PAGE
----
Arsenal's Arsene Wenger (seen here reacting during his side's recent FA Cup win) had been under tremendous pressure from large swathes of supporters to step down as the gaffer of the North London club. Photograph:( AFP )
Arsene Wenger has told Arsenal owner Stan Kroenke he will accept the Premier League club's offer of a new two-year contract, according to reports on Tuesday.
Wenger met Gunners majority shareholder Kroenke and chief executive Ivan Gazidis on Monday to discuss his future before his contract expires next month.
The 67-year-old has been heavily criticised this season, with Arsenal fans calling for his resignation after their team failed to qualify for the Champions League for the first time in 20 years.
Suggestions that Arsenal may insist on hiring a director of football to work with Wenger had sparked claims the Frenchman was considering ending his 21-year reign.
But after leading Arsenal to an impressive 2-1 FA Cup final victory over Premier League champions Chelsea with Kroenke watching from the stands on Saturday, Wenger had hinted he was willing to stay.
And the Daily Mail and Daily Mirror reported Wenger has informed American tycoon Kroenke, who remains a firm supporter of his manager, that he wants to remain in charge of the north London club.
A formal announcement of Wenger's new contract is expected to come on Wednesday.
"The club are planning to make an announcement on Wednesday afternoon," a spokesman said after refusing to confirm the reports of Wenger's decision.
Wenger, who has won three Premier League titles and a record seven FA Cups with the Gunners, will attend an Arsenal board meeting on Tuesday when the contract should be rubber-stamped.
Wenger will outline his plans for close-season signings and while there may still be some tinkering with his backroom staff it will not be without his approval.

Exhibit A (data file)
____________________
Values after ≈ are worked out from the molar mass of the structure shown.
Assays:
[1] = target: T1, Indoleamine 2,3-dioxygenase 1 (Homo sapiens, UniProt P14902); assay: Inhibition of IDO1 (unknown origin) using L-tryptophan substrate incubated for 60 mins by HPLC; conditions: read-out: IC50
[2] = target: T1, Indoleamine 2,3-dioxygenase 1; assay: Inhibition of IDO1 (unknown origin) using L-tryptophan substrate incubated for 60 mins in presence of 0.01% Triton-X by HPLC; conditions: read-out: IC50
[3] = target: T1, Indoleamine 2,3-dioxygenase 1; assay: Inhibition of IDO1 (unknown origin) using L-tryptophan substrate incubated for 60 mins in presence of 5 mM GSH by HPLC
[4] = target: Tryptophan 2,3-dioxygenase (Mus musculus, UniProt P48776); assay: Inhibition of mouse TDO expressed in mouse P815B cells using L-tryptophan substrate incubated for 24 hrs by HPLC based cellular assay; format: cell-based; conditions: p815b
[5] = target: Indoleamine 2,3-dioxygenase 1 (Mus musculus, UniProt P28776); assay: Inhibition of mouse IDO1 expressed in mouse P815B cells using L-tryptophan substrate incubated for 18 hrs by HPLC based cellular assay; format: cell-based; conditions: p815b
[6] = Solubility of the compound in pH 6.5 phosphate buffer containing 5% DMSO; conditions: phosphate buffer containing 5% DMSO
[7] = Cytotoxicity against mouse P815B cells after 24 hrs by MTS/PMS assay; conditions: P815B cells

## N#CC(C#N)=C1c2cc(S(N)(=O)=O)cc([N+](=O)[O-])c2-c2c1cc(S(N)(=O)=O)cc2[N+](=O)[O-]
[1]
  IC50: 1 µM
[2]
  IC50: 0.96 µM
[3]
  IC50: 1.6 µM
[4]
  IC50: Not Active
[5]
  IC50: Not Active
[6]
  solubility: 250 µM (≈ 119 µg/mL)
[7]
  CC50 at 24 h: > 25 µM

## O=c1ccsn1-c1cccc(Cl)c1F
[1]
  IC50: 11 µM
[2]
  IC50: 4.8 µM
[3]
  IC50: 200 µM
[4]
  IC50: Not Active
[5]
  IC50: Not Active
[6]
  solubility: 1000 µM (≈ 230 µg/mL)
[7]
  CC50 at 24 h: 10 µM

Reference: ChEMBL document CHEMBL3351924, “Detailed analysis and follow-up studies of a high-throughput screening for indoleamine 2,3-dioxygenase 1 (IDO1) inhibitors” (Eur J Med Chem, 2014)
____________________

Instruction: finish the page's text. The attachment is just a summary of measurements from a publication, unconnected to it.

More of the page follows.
Gazidis would still like to bring in a sporting director to coordinate issues ranging from scouting and medicine to youth development and analytics.
But Wenger has been told he will retain control of the key areas of team selection and transfers.
With his reign set to reach 23 years if he sees out the new deal, Wenger has a chance to salvage what was in danger of becoming a tarnished reputation.
First on his to-do list will be making improved contract offers to Alexis Sanchez and Mesut Ozil.
The unsettled Arsenal stars are holding out for weekly wages of around £300,000 ($385,000) per week with their present deals due to expire at the end of next season.
With no Champions League football to offer to potential new recruits, Wenger still faces a tough task to win the Premier League for the first time since 2004.
Fifth-placed Arsenal finished 18 points behind Chelsea, with embarrassing defeats at Crystal Palace and West Bromwich Albion ruining their chances of staying in the top four.
Those losses, combined with a Champions League last 16 thrashing by Bayern Munich, prompted the most sustained fan protests against Wenger in his two-decade reign.
Fans staged protest marches, flew planes over Arsenal matches trailing banners calling for Wenger to go and even stayed away in droves when the Gunners faces Sunderland in their penultimate home match.
Wenger, who has won the FA Cup three times in the last four years, showed how much the abuse had affected him last week when he spoke to the BBC before the Wembley showdown with Chelsea.
"I believe there's a difference between being criticised and being treated in a way that human beings don't deserve," he said.
"The lack of respect from some has been a disgrace and I will never accept that. I will never forget it.
"The behaviour of some people during the season, that is what hurts me most.
"It's not my person that is hurt but the impeccable image of the club around the world.
"That kind of behaviour does not reflect what Arsenal is."